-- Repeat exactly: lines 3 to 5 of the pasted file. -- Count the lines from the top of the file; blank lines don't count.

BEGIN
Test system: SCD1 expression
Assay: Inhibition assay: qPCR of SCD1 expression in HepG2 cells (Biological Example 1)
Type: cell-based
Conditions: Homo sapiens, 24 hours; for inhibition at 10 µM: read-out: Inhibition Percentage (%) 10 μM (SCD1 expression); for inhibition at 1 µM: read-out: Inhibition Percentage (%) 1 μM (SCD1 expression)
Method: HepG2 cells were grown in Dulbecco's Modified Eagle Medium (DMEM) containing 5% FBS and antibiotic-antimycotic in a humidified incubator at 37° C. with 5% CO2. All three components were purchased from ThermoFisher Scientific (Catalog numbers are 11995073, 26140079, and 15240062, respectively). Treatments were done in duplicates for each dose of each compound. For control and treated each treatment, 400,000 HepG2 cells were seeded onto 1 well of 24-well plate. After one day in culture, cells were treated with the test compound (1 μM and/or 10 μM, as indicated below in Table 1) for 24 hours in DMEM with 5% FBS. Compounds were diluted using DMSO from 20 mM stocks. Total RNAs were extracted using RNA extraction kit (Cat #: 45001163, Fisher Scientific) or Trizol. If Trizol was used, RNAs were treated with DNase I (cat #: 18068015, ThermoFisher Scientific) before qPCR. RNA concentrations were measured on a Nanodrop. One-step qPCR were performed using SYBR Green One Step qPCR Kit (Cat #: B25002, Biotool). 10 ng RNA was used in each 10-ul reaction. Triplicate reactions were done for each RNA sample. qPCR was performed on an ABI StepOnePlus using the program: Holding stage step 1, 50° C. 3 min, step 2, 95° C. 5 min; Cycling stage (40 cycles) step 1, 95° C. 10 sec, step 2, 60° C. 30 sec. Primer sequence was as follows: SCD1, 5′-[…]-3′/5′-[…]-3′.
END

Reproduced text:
Type: cell-based
Conditions: Homo sapiens, 24 hours; for inhibition at 10 µM: read-out: Inhibition Percentage (%) 10 μM (SCD1 expression); for inhibition at 1 µM: read-out: Inhibition Percentage (%) 1 μM (SCD1 expression)
Method: HepG2 cells were grown in Dulbecco's Modified Eagle Medium (DMEM) containing 5% FBS and antibiotic-antimycotic in a humidified incubator at 37° C. with 5% CO2. All three components were purchased from ThermoFisher Scientific (Catalog numbers are 11995073, 26140079, and 15240062, respectively). Treatments were done in duplicates for each dose of each compound. For control and treated each treatment, 400,000 HepG2 cells were seeded onto 1 well of 24-well plate. After one day in culture, cells were treated with the test compound (1 μM and/or 10 μM, as indicated below in Table 1) for 24 hours in DMEM with 5% FBS. Compounds were diluted using DMSO from 20 mM stocks. Total RNAs were extracted using RNA extraction kit (Cat #: 45001163, Fisher Scientific) or Trizol. If Trizol was used, RNAs were treated with DNase I (cat #: 18068015, ThermoFisher Scientific) before qPCR. RNA concentrations were measured on a Nanodrop. One-step qPCR were performed using SYBR Green One Step qPCR Kit (Cat #: B25002, Biotool). 10 ng RNA was used in each 10-ul reaction. Triplicate reactions were done for each RNA sample. qPCR was performed on an ABI StepOnePlus using the program: Holding stage step 1, 50° C. 3 min, step 2, 95° C. 5 min; Cycling stage (40 cycles) step 1, 95° C. 10 sec, step 2, 60° C. 30 sec. Primer sequence was as follows: SCD1, 5′-[…]-3′/5′-[…]-3′.